International Comparisons of Health Care Responsiveness using Anchoring Vignettes from SHARE
Presenter: Nicolas Sirven, IRDES (Institute for Research and Development in Health Economics)
Health care responsiveness, or the extent to which the process of care delivery matches patients’ expectations, stands for an important criterion for evaluating health care systems. However, expectations and satisfaction with access may be influenced by a range of socio-demographic or health variables, which distribution is not equivalent across countries and consequently necessitate some adjustment. Responses to subjective questions are also likely to reflect a different ‘response style’ in regions or countries, reflecting historical, cultural or environmental circumstances. The vignettes method, designed for correcting subjective responses and thus avoiding the effects of a response style bias, has recently been applied in the Survey of Health, Ageing, and Retirement in Europe (SHARE). The aim of this exploratory study is to compare health care responsiveness in ten countries participating in SHARE (2006), adjusting for a range of socio-demographic and health factors, to describe the effect of correction for differences in response styles using a set of vignettes, and to investigate such differences at the aggregated level. More than 6,000 respondents aged 50 years old and over were asked to assess the quality of health care responsiveness in three domains: waiting time for medical treatment, quality of the conditions in visited health facilities, and communication and involvement in decisions about the treatment. Chopit models estimates suggest that reporting heterogeneity is influenced by both individual (socio-economic, health) and national characteristics. Our results suggest that the use of vignettes improve the quality of the relationship between satisfaction in health care in a country and the national level of health expenditures. In particular, it seems that each euro spent increases satisfaction in “conditions of the health facilities” and “communication with doctors”, more than we would have though if correction for response heterogeneity would not have been taken into account.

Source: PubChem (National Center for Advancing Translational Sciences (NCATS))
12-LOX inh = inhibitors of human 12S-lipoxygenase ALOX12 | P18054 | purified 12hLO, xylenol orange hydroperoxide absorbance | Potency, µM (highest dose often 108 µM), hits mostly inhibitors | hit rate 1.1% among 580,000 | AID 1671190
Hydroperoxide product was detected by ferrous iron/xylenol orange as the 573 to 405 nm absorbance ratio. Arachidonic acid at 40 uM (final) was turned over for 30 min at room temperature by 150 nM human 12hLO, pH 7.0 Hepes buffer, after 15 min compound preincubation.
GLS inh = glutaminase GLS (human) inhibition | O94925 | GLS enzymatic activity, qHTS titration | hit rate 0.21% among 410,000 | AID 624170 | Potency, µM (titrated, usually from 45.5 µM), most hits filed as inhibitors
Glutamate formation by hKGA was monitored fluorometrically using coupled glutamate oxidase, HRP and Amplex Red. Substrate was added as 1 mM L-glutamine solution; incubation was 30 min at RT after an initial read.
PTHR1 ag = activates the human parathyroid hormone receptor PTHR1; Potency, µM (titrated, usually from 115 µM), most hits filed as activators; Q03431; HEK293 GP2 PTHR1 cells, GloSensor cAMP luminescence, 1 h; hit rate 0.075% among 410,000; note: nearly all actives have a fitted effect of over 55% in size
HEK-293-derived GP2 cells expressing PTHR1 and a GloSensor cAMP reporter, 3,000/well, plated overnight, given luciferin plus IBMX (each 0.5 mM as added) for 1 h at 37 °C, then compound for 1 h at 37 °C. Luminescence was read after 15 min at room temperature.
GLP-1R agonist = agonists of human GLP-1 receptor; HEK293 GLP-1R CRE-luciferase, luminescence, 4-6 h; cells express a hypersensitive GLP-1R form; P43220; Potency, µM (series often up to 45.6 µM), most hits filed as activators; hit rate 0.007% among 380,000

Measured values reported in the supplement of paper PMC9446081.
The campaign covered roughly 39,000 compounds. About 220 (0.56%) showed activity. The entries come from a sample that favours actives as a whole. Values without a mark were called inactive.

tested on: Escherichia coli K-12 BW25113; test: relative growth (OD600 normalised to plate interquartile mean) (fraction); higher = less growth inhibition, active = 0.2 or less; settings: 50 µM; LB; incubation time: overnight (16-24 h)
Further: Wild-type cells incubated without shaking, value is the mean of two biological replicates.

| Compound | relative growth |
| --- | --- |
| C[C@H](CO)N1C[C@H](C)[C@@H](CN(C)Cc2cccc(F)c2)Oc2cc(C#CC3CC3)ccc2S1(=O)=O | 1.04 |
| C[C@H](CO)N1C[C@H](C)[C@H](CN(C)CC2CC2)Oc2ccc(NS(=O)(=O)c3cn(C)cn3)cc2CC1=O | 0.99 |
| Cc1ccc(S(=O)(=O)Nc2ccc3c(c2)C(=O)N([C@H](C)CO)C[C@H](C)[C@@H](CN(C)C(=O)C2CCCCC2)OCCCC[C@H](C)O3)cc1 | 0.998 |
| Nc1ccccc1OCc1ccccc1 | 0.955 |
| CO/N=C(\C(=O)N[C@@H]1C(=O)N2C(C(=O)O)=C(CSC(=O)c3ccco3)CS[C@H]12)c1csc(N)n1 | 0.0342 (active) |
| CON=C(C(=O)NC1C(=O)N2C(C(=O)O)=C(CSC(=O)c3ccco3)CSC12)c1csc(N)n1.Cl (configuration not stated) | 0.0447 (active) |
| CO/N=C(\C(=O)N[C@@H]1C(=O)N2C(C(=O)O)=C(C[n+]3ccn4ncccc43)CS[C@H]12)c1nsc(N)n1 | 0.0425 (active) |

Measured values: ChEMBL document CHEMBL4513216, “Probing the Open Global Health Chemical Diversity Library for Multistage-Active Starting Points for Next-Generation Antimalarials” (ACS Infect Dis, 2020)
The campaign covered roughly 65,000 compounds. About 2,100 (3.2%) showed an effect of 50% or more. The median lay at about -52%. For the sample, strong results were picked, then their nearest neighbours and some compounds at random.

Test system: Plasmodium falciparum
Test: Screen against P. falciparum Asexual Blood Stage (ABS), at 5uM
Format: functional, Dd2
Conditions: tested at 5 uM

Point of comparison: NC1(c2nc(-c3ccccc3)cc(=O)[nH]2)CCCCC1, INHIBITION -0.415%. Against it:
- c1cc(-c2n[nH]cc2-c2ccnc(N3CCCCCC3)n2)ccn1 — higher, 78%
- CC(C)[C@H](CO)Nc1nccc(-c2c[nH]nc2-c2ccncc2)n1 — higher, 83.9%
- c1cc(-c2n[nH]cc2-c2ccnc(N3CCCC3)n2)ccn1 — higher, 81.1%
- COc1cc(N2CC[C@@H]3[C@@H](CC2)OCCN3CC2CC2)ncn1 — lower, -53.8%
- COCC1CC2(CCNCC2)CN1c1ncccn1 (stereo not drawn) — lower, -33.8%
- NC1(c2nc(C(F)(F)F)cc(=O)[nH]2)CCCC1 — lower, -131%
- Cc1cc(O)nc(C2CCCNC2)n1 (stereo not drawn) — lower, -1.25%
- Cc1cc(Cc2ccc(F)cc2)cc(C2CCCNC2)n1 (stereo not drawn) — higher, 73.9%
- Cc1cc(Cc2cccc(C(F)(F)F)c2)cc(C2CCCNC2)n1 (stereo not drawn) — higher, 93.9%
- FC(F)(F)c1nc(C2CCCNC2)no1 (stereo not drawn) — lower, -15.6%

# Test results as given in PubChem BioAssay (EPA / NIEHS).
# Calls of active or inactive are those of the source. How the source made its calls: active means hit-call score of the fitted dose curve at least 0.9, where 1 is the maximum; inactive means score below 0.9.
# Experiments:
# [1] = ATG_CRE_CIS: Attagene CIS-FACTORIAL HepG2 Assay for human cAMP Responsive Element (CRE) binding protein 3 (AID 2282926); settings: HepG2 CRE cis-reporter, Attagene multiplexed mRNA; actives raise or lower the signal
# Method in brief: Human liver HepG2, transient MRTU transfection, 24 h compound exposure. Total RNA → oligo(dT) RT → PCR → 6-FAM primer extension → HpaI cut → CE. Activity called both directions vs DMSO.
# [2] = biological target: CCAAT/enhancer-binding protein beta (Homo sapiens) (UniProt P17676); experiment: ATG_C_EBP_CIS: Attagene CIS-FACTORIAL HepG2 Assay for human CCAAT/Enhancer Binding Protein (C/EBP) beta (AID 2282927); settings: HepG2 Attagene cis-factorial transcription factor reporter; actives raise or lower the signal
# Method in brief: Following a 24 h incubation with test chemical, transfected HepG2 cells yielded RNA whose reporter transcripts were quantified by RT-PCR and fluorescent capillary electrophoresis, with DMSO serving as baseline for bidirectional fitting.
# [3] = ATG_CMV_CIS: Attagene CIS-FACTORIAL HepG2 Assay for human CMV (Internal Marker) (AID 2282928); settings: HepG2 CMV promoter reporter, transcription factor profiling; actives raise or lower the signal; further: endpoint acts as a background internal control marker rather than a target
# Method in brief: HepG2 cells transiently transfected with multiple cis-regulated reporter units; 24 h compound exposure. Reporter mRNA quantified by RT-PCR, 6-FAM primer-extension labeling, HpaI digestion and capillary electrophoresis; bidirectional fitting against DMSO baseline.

Authors: Nicolas Sirven, Brigitte Santos-Eggimann, Jacques Spagnoli
Room: No.3 Hall